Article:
Weird and Wonderful Moscow Architecture
In part two of our blog on Moscow architecture, we talk you through the lives and works of some of the strangest Soviet architects…
The peaks and domes of Moscow’s iconic skyline are so famous that even people who have never visited the city are familiar with many of its architectural landmarks. But the city also has countless, virtually unknown architectural treasures, hiding just slightly off the beaten path. The Soviet era in particular saw an explosion of experimentation in architecture. Melnikov’s house and the Narkomfin buildings are two to considering detouring towards on your next walking tour.
You may well have walked past this building, on Krivoarbatsky Lane in the Arbat district, without paying it much attention. In truth, its brutalist facade is looking a little worse for wear – the white paint is chipped and dirtied, and it’s hard to guess that this unprepossessing exterior is celebrated as a masterpiece of avant-garde architecture. So what’s so special about it? Well, this was once the private residence of the maverick architect Konstantin Melnikov, and is acknowledged as the apex of his experimental career.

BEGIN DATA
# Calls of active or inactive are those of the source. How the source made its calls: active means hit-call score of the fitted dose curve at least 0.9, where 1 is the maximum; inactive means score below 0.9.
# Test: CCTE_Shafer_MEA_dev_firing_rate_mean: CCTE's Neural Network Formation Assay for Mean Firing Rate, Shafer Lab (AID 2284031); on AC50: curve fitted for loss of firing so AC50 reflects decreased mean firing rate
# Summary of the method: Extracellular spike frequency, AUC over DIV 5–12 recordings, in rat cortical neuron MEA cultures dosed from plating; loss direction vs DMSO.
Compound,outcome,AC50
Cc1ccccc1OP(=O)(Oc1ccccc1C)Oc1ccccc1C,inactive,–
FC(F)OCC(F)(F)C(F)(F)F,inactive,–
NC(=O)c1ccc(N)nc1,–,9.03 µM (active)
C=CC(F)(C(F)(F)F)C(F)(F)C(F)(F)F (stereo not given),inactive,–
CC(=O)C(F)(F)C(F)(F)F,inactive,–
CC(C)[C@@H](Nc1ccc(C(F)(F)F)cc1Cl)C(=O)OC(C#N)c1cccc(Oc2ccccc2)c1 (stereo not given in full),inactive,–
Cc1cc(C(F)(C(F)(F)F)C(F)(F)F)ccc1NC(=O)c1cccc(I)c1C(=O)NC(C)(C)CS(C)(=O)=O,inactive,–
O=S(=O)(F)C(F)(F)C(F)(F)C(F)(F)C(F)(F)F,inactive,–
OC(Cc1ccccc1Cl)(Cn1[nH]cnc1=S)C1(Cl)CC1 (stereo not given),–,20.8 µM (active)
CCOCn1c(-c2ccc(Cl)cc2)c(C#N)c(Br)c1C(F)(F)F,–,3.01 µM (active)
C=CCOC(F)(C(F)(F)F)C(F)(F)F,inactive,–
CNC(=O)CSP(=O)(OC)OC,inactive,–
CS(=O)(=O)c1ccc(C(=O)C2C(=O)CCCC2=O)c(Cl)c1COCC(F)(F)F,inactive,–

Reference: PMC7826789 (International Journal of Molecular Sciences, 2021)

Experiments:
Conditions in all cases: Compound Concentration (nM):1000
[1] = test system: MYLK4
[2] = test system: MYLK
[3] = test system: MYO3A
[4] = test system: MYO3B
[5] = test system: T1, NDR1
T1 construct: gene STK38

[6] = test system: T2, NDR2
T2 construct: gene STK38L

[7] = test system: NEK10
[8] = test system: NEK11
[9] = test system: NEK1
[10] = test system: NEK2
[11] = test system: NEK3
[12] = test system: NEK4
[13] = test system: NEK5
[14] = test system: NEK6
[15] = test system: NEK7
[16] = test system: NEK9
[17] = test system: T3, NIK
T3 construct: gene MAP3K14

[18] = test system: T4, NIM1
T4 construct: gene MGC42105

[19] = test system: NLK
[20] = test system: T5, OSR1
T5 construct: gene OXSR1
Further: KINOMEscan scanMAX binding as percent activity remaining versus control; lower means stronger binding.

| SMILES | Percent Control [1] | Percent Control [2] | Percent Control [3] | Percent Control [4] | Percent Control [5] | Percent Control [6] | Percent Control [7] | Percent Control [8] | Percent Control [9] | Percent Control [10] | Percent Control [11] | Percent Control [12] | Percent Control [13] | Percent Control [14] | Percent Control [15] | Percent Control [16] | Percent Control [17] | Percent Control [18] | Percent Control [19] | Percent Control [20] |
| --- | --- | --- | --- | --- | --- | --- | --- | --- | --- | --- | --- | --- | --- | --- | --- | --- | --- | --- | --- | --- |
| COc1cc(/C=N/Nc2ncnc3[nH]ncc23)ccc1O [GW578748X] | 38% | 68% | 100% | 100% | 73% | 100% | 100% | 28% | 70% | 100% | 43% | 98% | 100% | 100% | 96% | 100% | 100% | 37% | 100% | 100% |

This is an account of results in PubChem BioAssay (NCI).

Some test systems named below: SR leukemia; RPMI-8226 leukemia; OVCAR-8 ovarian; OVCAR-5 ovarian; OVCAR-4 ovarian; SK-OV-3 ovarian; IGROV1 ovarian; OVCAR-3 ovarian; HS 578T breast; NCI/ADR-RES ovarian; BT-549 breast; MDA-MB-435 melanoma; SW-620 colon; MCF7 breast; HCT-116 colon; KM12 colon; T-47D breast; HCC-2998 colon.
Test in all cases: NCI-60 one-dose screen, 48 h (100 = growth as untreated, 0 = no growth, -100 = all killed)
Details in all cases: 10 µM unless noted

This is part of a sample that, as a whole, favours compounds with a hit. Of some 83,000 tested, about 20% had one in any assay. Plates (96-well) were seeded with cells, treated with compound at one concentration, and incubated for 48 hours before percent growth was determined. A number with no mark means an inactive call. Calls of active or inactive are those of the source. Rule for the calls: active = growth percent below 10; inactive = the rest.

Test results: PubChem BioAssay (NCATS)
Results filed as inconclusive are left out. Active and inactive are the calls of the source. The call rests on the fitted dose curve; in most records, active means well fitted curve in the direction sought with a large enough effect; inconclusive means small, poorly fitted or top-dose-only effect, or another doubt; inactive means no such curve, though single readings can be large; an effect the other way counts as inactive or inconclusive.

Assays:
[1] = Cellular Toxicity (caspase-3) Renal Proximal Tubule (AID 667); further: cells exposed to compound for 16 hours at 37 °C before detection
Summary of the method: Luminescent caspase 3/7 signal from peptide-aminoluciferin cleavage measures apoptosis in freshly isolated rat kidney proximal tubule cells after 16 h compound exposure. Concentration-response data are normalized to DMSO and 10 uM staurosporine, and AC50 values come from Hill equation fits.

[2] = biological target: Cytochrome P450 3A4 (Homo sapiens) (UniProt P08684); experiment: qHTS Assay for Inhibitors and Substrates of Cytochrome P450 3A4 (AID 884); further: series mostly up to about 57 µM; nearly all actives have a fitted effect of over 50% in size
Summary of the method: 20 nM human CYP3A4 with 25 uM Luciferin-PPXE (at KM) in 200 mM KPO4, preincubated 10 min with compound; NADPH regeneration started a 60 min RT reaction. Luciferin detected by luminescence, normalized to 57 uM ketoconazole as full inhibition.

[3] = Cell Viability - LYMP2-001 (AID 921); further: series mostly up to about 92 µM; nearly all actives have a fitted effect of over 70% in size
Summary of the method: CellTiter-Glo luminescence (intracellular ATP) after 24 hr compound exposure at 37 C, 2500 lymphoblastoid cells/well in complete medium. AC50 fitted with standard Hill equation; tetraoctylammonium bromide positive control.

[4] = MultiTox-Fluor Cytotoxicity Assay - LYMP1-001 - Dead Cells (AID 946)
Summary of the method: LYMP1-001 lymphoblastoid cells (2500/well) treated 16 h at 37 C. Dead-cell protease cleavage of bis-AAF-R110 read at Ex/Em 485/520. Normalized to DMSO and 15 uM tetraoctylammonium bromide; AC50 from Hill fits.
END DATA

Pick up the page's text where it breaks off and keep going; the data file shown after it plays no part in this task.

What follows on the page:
It’s quite unlike any other building you’ll ever see – composed of two cylinders and studded with a strange honeycomb pattern of diamond windows. A certain nostalgia surrounds Melnikov’s house – it embodies the end of an era, and is hailed as one of the last truly expressionistic works of Russian 1920s architectural. It has come to signify a spirit of individualism, which was soon to be crushed by the conservative design and oppressive traditionalism of the 1930s.